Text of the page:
The 1990s brought a breath of fresh air to the rock world. It might be hyperbole to suggest that the movement was as significant as punk had been nearly two decades before, but then maybe it isn’t: while punk rock is and remains an important part of rock history, it didn’t make any kind of ripple on the mainstream until it was tempered into what we call new wave.
By contrast, the loosely-defined subgenre of “alternative rock” (alt rock for short) did make commercial inroads; radio stations across the U.S. spring up to play the “new rock” format, serving up music that – like punk before – moved away from and beyond the excesses. This time around, the excess was bloated hair metal and (again) corporate rock. And sure, some perfectly good artists were swept away to make room for alt-rock: seemingly overnight, previously mega-successful groups like Dire Straits seemed to find themselves without an audience. Of course it wasn’t quite that simple, but the change was significant.
Alt rock was a big-tent term, of course. It included everything from The Replacements to Jellyfish, from Michael Penn to Pavement. But a kind of rediscovery of rock that was both street-level and melodic was a hallmark of the new sound. There was room for grunge, to be sure, but artists who could have it both ways – melody and muscle – were suddenly getting airplay.
Starball was one of those richly deserving acts. The Chicago band’s “New Years Day” achieved a measure of commercial exposure, and it brought Tamar Berk to the notice of the wider public. She would go on to several quality projects. These days, based in California, Berk is a solo artist. And while her music continues to grow and develop, those solid ‘90s alternarock values remain at the core of what she does.
Her latest album, Tiny Injuries, is filled with songs that display those qualities. Despite its title’s use of a tired trope – it was overused when Prince beat it to death – “if u know, u know” is a rocker that’s subtle and seething in equal parts. Even better is “Sunday Driving,” sporting a sharp hook, peerless playing and a durable melody. Put another way, it sounds very much like a hit.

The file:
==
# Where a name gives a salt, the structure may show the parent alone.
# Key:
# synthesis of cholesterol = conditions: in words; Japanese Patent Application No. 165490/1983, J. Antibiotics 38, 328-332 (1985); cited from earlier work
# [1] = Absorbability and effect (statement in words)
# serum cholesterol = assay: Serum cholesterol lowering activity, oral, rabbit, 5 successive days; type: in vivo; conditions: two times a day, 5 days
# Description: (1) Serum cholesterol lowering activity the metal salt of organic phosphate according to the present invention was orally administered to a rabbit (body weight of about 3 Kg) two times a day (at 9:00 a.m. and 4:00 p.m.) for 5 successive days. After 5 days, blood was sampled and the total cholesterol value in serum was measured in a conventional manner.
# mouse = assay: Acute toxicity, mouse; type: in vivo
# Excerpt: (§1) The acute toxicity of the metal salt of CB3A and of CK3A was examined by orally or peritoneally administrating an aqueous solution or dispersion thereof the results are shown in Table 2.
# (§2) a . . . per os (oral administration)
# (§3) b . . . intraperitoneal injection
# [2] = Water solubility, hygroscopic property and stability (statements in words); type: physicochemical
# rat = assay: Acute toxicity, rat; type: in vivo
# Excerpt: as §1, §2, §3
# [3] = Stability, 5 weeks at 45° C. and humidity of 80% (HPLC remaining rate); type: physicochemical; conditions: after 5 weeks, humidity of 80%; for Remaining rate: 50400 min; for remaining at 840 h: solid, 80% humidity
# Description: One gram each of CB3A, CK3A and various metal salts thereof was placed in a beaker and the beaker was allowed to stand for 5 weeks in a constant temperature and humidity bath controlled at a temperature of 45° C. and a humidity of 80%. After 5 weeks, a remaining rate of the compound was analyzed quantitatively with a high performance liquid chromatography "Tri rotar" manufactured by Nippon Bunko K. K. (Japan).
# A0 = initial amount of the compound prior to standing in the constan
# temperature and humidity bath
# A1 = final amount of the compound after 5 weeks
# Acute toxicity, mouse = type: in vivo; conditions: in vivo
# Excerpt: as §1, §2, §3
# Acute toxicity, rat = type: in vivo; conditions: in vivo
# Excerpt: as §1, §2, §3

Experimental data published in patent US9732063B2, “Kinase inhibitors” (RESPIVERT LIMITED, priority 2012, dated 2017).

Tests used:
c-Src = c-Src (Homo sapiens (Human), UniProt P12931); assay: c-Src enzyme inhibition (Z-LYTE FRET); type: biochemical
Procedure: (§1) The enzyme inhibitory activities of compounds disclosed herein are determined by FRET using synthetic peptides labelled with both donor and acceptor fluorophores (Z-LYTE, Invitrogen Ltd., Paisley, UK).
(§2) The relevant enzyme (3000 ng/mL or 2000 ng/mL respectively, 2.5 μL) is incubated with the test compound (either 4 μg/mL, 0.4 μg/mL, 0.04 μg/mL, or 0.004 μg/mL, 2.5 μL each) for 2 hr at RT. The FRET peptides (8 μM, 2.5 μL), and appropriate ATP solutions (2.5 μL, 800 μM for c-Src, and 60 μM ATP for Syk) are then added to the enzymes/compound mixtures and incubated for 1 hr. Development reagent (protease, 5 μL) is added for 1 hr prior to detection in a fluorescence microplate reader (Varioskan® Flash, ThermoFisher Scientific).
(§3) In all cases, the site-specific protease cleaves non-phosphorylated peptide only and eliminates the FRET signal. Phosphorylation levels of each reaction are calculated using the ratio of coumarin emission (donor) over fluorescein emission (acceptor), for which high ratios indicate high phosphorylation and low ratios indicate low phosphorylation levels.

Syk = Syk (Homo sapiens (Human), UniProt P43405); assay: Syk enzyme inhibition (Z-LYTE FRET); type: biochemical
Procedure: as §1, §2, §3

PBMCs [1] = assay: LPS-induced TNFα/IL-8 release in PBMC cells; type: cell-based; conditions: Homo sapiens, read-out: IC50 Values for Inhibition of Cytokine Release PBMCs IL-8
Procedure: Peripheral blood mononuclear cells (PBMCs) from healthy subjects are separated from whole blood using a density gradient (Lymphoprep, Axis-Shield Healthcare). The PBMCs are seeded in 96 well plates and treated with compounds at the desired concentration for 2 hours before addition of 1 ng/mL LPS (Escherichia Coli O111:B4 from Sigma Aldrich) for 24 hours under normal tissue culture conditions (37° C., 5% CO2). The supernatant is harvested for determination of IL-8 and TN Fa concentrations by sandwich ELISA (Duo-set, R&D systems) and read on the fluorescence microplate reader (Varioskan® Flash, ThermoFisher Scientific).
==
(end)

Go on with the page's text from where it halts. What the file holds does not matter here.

Berk has a wide musical vision: she’s at home with jagged rockers as she is with thoughtful, melancholy ballads like “What’s Become of Me, My Friend.” That song’s arrangement balances heartbreak and a roaring, splashy character that displays power and passion. And “Permanent Vacation” is a catchy midtempo power pop tune the likes of which Fountains of Wayne once gave us.
The albums veers wildly between uptempo tunes and spare, moody cuts like “Cash Out,” ultimately serving up a variety that emphasizes the breadth of Berk’s expansive musical vision. She can sing in a breathy whisper or deliver a sassy riot grrl lead vocal; she does the latter on the spiky and irresistible “Drop in the Bucket.” Her subtle use of keyboard textures is a reminder of Berk’s abilities at deft and inventive arrangement.
There’s a personal backstory to the tone and character of tiny Injuries that informs the music; pain can be channeled into art, and Berk is a master at doing so. But while knowing that story can add to one’s appreciation of the album, it isn’t strictly necessary. The music provides a fulfilling listening experience even without the larger context. And that fact is a key to the specialness of Berk’s music, that it works either way.
Piano forms the foundation of “1997,” a tune that draws both from that classic indie-rock vibe and from mid-period (peak period) Who. The unexpected combo organ textures on “Walking Hurricane” connect Berk’s style with that of early Elvis Costello. And there’s lots of keyboard on Tiny Injuries; the second half of the album features more and more keys. But they’re always worked into the arrangements in intelligent ways. The loping “Gonna Call It” is full of impressive sonic touches: the wailing lead guitar solo comes as a welcome surprise, and it’s merely one of many such delights to be encountered on what may well be Tamar Berk’s finest release to date.